Mr Kalpesh Ellis
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During the course of your employment as a radiographer at James Paget University Hospital NHS Foundation Trust:
1. You breached confidentiality in that you obtained Service User A’s contact details from a Hospital database on or around 6 July 2014 without a work related reason to do so;
2. You contacted Service User A without professional justification:
a. On 6 July 2014 by telephone call, Whatsapp text messaging and/or by ‘Whatsapp’;
b. On 7 July 2014 by Whatsapp text messaging and/or by ‘Whatsapp’;
3. You sent Service User A inappropriate messages by Whatsapp text messaging and/or ‘Whatsapp’:
a. On 6 July 2014;
b. on 7 July 2014;
5. The matters set out in paragraphs 1 – 4 constitute misconduct;
6. By reason of your misconduct your fitness to practise is impaired.
1. The Registrant was employed in the radiology department at James Paget University Hospital NHS Foundation Trust (‘‘the Hospital’’) in 2007 as a student radiographer. He became a permanent employee within the Hospital in 2011 and was employed as a Band 5 radiographer responsible for a range of patients including outpatients, inpatients, GP patients and casualty patients.
2. On 3 July 2014 in the course of his employment at the Hospital, the Registrant carried out an x-ray on Service User A’s hand. On Sunday 6 July 2014 the Registrant called Service User A on his personal mobile, having obtained her personal mobile number from the Hospital database. In the course of the telephone conversation, he told Service User A that he had concerns that the x-ray of her thumb looked unusual. Thereafter, the Registrant also made contact with Service User A via Whatsapp, the mobile telephone messaging application.
3. Service User A was uncomfortable with the Registrant’s contact, and its content, and felt that it was inappropriate. She forwarded the messages to her mother, who is an employee at the Hospital, and a complaint against the Registrant was subsequently lodged at the Hospital.
4. Following an investigation, the Registrant was dismissed from employment.
5. The matter was reported to the HCPC, which resulted in these proceedings.
6. On 4-6 January 2016 a hearing of the Conduct and Competence Committee took place. Mr Ellis did not attend but was represented by his father, Mr Stephen Ellis. A number of findings of fact were made concerning inappropriate contact and messages between the Registrant and a Service User. That panel considered that those findings amounted to misconduct, found that the Registrant’s fitness to practise was impaired and ordered that he be suspended for a period of 9 months. This is a review of that Order.
7. The Registrant attended the hearing, accompanied by his father, and gave evidence on oath. He produced a reflective essay for the Panel’s consideration. In his evidence he added that he had been keeping his CPD up to date, had learned lessons from the experience and was very apologetic for his behaviour. He assured the Panel that such an incident would not happen in the future.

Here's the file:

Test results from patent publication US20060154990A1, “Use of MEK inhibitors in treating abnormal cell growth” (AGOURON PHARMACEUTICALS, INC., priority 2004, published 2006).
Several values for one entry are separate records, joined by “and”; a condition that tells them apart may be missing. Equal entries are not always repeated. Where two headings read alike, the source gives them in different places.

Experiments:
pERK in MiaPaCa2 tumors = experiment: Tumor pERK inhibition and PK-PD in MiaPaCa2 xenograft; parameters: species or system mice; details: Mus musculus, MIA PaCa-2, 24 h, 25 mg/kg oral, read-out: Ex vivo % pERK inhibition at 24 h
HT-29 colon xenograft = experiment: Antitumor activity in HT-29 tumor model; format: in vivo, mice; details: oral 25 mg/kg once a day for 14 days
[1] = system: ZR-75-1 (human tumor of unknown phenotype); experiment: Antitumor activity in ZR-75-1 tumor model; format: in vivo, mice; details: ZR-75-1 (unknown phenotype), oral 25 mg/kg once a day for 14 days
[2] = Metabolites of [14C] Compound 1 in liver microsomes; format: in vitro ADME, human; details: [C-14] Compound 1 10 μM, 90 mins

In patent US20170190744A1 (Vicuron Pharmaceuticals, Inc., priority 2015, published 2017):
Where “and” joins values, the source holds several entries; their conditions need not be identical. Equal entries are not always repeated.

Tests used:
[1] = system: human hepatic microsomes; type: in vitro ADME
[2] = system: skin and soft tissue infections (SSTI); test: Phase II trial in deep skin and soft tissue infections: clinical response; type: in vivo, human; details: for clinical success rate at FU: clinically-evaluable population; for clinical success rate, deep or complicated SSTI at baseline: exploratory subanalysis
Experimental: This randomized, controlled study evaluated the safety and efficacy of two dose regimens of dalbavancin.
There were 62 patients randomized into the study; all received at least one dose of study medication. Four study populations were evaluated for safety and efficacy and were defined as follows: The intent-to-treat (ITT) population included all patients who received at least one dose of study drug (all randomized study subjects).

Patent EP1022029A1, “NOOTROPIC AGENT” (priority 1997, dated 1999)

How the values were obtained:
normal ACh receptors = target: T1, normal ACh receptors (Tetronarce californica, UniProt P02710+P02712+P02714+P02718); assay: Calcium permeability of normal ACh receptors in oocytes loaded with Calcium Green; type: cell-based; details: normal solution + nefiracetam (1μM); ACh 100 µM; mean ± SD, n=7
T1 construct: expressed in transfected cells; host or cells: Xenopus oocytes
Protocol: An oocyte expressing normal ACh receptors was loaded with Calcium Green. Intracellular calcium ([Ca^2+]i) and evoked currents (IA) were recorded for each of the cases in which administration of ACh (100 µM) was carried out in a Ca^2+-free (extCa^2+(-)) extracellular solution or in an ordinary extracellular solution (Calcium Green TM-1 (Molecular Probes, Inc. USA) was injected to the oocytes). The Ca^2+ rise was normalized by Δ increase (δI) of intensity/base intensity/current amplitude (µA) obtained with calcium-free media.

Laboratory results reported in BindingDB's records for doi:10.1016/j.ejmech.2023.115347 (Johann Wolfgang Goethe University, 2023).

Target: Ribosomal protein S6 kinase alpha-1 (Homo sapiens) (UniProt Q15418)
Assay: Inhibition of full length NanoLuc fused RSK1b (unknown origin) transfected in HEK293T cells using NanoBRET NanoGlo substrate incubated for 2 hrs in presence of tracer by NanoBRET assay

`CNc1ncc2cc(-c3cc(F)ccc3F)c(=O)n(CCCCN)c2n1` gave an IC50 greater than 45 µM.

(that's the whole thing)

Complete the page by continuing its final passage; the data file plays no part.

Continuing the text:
8. The Panel accepted the evidence put before it today and the advice of the Legal Assessor. The Panel considered the HCPC Practice Notes entitled ‘Finding that Fitness to Practise is Impaired’ and ‘Article 30(2) Reviews.’
9. The Panel first determined whether the Registrant’s fitness to practise is currently impaired. The Registrant attended this hearing, was fully engaged and gave evidence on oath. The Panel took account of the content of the reflective essay and the oral evidence the Registrant gave. The Panel considered that the Registrant had shown full insight into his behaviour. He demonstrated a full understanding of what he had done wrong, his appreciation of the potential for harm to Service Users, and assured the Panel that it would not happen in the future. The Panel accepted the Registrant’s expressions of full remorse and regret. Under questioning from the Panel, he gave a full and creditable explanation of his understanding of professional boundaries and information governance. The Panel noted the Registrant’s strong motivation to return to his profession. The Panel also noted that the Registrant’s misconduct was an isolated incident in almost seven years of an otherwise unblemished career. Taking all the evidence into account the Panel is satisfied that the Registrant has learnt from the incident and that there is a low risk of repetition.
10. The Panel also considered that the public confidence in the profession and the regulatory process had been satisfied in this case by the original finding of impairment and the order of suspension made by the previous panel.
11. In all the circumstances put before it today the Panel therefore finds that the Registrant’s fitness to practise is not currently impaired. The Panel therefore revokes the current order of suspension.
History of Hearings for Mr Kalpesh Ellis
|Date||Panel||Hearing type||Outcomes / Status|
|15/09/2016||Conduct and Competence Committee||Review Hearing||No further action|
|04/01/2016||Conduct and Competence Committee||Final Hearing||Suspended|